Entertain me with your thoughts

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5 thoughts on “Hip Hop where are you?

  1. Most truthfull thing I’ve EVA read man btw do you think lupe’s songs like hip hop saved my life,streets on fire an little weapon are considered hip hop since they have storylines pertaining to other ppl

    1. Yes, I consider those songs hip hop because they technically are still talking about the artist and issues concerning everyone.
      I’ve listened to ‘The cool’ album on repeat for over year now and in it he’s still talking about himself. If you look at it from a psychological perspective then the persona’s of Michael Young, The game and the streets can be bunched together to make his id, ego and superego and their struggle between each other.
      The only one that didn’t get covered by my definition was hip hop saved my life- thats a narrative but I can qualify narratives depending on what the subject matter is.

  2. soo wud u say that even though it’s a narrative that it can’t be classed as hip hop even if it is in the title? Btw would you name some good hip hop songs so that I can c ure perspective of it? Also I forgot this in my list above but what do you think of conflict diamonds by lupe and also ure perspective of real blood diamonds?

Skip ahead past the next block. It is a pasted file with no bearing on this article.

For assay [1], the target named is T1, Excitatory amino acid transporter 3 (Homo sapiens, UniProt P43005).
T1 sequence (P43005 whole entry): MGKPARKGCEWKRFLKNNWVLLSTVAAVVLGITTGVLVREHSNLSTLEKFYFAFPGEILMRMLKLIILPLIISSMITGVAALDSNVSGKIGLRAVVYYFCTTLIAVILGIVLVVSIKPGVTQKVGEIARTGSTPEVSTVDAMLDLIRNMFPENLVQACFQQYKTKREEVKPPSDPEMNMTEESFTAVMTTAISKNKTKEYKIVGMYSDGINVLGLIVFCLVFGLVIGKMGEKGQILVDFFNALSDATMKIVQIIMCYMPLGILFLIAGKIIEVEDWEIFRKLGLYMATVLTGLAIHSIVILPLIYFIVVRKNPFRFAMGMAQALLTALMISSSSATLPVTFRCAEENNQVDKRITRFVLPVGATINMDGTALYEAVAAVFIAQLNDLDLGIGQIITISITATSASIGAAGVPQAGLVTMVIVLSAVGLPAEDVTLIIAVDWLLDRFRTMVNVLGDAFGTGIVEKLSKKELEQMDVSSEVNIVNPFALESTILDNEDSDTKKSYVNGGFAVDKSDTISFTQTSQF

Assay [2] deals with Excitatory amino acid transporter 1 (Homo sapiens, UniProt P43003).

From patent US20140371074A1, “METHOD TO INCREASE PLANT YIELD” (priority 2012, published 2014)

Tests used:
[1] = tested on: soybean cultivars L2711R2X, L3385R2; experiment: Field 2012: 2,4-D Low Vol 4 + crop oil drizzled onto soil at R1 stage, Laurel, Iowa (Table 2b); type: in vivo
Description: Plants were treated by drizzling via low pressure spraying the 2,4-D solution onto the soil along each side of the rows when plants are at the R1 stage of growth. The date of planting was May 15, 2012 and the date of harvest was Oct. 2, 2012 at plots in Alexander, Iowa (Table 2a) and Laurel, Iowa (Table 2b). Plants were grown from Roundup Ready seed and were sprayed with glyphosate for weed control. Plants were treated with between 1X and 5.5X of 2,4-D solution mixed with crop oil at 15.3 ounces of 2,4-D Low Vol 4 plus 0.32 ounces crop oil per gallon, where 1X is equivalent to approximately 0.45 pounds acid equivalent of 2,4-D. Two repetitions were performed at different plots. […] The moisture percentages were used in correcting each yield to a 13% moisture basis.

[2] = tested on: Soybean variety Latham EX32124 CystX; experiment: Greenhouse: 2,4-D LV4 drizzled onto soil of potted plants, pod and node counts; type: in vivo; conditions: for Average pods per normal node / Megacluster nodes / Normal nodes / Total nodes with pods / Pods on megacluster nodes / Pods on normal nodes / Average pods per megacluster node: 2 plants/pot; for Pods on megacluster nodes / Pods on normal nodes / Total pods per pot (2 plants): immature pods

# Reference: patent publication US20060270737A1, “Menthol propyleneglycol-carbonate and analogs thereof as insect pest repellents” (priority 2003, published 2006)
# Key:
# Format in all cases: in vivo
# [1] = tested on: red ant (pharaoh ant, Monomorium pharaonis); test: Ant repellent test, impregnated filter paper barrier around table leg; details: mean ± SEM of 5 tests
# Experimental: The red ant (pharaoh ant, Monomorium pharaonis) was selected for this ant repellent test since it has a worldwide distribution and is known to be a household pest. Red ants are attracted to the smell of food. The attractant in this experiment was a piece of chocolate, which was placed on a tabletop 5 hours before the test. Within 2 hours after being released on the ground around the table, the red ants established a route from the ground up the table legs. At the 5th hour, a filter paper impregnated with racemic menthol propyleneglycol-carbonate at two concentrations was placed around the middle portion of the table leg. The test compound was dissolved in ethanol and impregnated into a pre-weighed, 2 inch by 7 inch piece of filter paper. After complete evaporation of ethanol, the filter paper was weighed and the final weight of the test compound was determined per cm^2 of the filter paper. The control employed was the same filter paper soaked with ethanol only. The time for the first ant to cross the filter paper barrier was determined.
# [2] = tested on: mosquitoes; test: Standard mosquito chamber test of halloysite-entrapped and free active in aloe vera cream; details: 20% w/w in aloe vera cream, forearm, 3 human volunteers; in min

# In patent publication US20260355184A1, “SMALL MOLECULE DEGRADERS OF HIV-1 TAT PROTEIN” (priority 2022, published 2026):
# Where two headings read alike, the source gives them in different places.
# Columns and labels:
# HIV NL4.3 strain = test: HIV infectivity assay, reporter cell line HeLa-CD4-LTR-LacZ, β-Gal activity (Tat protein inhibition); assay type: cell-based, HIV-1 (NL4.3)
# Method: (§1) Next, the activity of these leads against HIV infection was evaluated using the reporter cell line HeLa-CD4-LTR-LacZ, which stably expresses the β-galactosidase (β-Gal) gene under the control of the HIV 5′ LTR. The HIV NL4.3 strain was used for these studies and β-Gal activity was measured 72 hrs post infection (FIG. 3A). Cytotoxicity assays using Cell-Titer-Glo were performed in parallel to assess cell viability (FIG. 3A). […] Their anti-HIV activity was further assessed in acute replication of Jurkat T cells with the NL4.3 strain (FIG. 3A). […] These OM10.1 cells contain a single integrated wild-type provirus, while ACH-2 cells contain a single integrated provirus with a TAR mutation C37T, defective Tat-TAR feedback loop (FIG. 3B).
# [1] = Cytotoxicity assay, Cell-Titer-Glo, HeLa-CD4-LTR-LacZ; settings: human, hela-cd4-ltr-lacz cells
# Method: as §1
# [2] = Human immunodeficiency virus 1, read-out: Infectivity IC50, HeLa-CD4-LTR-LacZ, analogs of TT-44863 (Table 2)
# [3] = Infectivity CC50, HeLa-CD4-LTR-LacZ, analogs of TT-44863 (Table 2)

1. I do consider it hip hop since it’s a narrative but it tells the story of the artist from the third person point of view. Also, the song covers issues that concern many artists and not just that particular artist. The key here is that the story has to be relevant to a large amount of people and not just a few elite.
      Some good hip hop songs would be OPP by Naughty by Nature since it does talk about ALOT of people although the truth is quite funny. Anything by Public Enemy would be good- politically charged lyrics always get me going. Jedi Mind tricks, Immortal Technique, WuTang gets placement for originality and style.
      Otherwise, Conflict Diamonds by Lupe is a great song. As always Lupe speaks up about the issues that matter while keeping it entertaining. Otherwise, about real blood diamonds…I dont believe that people lives are worth rocks that’ll be here long after we die. I dont own any jewelery-no gold, silver…anything and I’m glad since I know that those things are a cause for many unnecessary problems. I’ve got nothing against people showing off and being proud of what they’ve achieved and if you’ve inherited it then let it be. The people who spend lavish amounts of cash on jewels are the ones who amaze me…that money could be used to help people somewhere but hey we all wanna feel like somebody and buying expensive jewels has always been a way to do that.